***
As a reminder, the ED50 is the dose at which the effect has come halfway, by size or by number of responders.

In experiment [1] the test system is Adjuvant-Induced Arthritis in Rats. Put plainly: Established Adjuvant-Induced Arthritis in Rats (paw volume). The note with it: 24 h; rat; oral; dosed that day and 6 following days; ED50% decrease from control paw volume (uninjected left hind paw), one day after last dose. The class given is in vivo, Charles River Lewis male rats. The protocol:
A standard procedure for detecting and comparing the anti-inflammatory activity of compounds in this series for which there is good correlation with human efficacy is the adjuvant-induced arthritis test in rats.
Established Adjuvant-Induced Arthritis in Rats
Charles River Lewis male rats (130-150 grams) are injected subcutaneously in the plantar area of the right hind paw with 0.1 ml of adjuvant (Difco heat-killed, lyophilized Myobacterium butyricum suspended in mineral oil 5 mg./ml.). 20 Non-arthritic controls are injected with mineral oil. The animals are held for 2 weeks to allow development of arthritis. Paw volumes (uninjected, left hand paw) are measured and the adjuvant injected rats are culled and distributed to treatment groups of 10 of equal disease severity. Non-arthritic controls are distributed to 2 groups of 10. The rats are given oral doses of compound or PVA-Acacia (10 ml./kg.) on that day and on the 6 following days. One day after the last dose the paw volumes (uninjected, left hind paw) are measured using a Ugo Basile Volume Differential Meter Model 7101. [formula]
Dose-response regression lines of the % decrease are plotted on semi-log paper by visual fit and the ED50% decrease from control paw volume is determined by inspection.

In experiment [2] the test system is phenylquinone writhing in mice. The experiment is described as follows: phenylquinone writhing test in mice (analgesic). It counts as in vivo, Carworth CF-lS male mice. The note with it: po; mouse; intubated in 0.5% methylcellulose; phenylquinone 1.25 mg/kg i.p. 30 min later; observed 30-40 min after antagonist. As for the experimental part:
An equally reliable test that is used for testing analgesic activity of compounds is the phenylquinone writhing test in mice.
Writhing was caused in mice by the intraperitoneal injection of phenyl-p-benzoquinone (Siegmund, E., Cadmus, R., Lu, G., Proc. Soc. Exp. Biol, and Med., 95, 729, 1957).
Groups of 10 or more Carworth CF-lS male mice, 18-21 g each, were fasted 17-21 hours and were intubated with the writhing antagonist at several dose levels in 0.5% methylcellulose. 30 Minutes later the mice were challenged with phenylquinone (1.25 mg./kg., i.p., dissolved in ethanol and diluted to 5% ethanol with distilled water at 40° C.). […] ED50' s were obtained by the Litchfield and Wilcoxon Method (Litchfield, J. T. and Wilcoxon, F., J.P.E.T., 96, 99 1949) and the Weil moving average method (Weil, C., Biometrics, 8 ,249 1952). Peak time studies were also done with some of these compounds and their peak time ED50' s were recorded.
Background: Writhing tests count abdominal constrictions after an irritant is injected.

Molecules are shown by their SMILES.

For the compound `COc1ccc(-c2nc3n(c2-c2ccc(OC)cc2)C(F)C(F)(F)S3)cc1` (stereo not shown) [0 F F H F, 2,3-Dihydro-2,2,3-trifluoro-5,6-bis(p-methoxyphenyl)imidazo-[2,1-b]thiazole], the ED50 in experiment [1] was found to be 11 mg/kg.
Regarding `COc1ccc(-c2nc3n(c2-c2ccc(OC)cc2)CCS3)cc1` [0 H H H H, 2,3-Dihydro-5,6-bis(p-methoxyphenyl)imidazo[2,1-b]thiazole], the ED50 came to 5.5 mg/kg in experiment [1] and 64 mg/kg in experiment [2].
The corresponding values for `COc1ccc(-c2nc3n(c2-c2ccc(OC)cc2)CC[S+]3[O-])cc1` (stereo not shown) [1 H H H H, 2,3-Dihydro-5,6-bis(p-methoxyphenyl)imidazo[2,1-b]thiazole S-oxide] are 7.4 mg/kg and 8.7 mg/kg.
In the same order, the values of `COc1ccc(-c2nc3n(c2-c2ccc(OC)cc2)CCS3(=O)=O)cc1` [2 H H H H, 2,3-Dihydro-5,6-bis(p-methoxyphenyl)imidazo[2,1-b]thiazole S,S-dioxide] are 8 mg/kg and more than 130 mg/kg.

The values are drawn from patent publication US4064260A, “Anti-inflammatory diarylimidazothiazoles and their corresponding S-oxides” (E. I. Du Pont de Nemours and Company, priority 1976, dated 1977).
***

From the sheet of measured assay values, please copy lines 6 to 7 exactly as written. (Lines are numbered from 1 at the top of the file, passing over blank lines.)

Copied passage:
Dose-response regression lines of the % decrease are plotted on semi-log paper by visual fit and the ED50% decrease from control paw volume is determined by inspection.

In experiment [2] the test system is phenylquinone writhing in mice. The experiment is described as follows: phenylquinone writhing test in mice (analgesic). It counts as in vivo, Carworth CF-lS male mice. The note with it: po; mouse; intubated in 0.5% methylcellulose; phenylquinone 1.25 mg/kg i.p. 30 min later; observed 30-40 min after antagonist. As for the experimental part: